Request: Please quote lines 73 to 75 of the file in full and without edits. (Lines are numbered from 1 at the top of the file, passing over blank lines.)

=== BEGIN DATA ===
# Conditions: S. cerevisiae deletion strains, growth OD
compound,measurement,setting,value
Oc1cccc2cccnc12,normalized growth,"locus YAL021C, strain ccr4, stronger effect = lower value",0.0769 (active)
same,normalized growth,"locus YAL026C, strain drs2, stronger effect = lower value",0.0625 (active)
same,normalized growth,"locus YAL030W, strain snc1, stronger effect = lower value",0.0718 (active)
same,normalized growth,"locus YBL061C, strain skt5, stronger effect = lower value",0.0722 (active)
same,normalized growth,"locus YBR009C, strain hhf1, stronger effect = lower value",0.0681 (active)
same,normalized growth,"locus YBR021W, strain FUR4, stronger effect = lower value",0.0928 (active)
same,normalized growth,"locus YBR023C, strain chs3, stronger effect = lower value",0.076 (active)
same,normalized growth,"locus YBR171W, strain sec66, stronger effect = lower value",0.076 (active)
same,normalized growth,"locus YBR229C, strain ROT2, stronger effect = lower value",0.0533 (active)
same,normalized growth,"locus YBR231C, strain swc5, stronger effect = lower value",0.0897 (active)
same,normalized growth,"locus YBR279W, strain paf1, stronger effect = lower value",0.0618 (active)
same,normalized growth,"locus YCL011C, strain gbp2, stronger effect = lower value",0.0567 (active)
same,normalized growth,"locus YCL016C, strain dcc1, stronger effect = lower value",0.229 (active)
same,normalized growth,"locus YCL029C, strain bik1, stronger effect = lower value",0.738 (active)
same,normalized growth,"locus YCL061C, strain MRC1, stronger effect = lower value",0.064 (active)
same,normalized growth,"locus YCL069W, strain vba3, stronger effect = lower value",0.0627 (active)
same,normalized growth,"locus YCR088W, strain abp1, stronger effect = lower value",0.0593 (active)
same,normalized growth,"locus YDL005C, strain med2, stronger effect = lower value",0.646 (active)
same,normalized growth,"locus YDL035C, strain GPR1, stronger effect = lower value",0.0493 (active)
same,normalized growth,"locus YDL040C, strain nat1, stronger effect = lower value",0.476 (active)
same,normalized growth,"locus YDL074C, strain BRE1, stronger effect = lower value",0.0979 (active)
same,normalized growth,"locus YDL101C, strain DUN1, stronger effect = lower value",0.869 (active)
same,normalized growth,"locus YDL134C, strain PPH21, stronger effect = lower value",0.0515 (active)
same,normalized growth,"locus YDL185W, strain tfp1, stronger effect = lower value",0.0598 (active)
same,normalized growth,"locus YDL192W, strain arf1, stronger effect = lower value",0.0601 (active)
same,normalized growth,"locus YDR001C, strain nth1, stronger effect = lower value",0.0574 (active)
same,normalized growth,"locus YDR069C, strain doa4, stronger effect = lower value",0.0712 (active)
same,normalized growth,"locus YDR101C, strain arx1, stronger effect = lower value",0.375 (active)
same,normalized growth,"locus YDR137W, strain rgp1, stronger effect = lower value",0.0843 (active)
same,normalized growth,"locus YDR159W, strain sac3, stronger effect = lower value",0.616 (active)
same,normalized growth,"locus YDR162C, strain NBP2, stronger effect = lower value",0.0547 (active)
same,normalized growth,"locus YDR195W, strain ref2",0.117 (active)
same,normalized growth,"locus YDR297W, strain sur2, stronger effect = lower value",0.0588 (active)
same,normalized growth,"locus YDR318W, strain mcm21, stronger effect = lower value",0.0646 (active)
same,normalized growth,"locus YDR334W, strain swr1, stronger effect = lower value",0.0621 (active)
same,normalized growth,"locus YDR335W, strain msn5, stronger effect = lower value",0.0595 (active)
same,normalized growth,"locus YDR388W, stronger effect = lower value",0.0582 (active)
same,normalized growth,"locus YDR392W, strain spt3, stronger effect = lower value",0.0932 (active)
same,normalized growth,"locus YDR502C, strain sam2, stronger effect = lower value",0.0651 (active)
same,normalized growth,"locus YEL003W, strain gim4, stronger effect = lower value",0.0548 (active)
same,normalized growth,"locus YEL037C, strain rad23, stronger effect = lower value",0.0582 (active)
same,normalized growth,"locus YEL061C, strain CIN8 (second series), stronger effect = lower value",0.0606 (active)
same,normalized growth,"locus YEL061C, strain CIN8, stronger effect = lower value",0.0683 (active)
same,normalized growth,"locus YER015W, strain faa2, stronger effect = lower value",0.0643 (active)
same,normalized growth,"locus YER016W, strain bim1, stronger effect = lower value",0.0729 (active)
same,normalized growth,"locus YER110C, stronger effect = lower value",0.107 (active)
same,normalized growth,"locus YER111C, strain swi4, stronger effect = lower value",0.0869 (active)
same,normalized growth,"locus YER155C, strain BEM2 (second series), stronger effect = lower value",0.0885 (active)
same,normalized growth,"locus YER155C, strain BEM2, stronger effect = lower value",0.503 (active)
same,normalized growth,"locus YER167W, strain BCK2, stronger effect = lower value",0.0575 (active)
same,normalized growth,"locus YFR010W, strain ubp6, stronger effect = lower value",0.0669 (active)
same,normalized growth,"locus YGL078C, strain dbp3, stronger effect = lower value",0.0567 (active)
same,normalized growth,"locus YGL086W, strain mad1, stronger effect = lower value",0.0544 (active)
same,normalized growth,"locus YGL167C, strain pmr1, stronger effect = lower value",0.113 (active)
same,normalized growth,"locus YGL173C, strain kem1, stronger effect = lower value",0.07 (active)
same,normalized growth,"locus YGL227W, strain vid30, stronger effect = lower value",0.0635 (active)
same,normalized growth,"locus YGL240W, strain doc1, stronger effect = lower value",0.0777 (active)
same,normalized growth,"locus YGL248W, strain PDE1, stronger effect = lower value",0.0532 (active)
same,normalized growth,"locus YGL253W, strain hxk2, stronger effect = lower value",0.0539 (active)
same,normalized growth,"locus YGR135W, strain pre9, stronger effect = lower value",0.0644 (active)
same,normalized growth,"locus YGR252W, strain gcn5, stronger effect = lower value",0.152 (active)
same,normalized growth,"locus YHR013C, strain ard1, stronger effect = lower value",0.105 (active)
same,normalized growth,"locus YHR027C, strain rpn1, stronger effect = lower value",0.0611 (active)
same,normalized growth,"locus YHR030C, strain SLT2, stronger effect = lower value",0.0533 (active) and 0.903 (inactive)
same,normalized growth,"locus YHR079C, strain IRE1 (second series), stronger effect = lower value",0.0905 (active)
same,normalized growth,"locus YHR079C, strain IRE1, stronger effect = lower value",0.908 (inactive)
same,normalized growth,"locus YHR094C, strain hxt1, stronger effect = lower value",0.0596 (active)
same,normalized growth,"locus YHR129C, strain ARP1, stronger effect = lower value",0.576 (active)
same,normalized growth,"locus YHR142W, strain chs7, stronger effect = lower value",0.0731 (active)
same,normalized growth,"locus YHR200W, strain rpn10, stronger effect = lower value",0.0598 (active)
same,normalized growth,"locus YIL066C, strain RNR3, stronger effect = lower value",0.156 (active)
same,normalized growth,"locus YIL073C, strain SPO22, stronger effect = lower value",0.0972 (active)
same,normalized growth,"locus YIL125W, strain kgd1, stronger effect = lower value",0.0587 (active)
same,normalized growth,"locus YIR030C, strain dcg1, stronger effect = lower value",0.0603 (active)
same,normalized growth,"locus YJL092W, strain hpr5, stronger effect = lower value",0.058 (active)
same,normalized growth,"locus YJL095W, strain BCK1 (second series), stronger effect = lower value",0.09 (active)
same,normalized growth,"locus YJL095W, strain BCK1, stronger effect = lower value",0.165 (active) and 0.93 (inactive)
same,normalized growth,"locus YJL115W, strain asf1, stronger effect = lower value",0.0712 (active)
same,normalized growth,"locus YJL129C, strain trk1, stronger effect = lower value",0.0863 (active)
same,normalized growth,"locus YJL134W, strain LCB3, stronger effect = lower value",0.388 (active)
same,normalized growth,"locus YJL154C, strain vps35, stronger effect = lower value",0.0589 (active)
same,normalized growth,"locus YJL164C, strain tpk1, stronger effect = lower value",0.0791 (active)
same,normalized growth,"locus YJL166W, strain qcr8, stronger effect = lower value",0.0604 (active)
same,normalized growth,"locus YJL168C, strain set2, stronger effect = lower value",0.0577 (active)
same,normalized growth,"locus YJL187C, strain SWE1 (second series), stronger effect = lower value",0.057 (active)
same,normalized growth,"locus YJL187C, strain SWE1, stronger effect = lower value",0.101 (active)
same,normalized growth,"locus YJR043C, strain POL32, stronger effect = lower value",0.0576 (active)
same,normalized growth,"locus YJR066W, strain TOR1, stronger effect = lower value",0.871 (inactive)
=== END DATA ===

same,normalized growth,"locus YIL066C, strain RNR3, stronger effect = lower value",0.156 (active)
same,normalized growth,"locus YIL073C, strain SPO22, stronger effect = lower value",0.0972 (active)
same,normalized growth,"locus YIL125W, strain kgd1, stronger effect = lower value",0.0587 (active)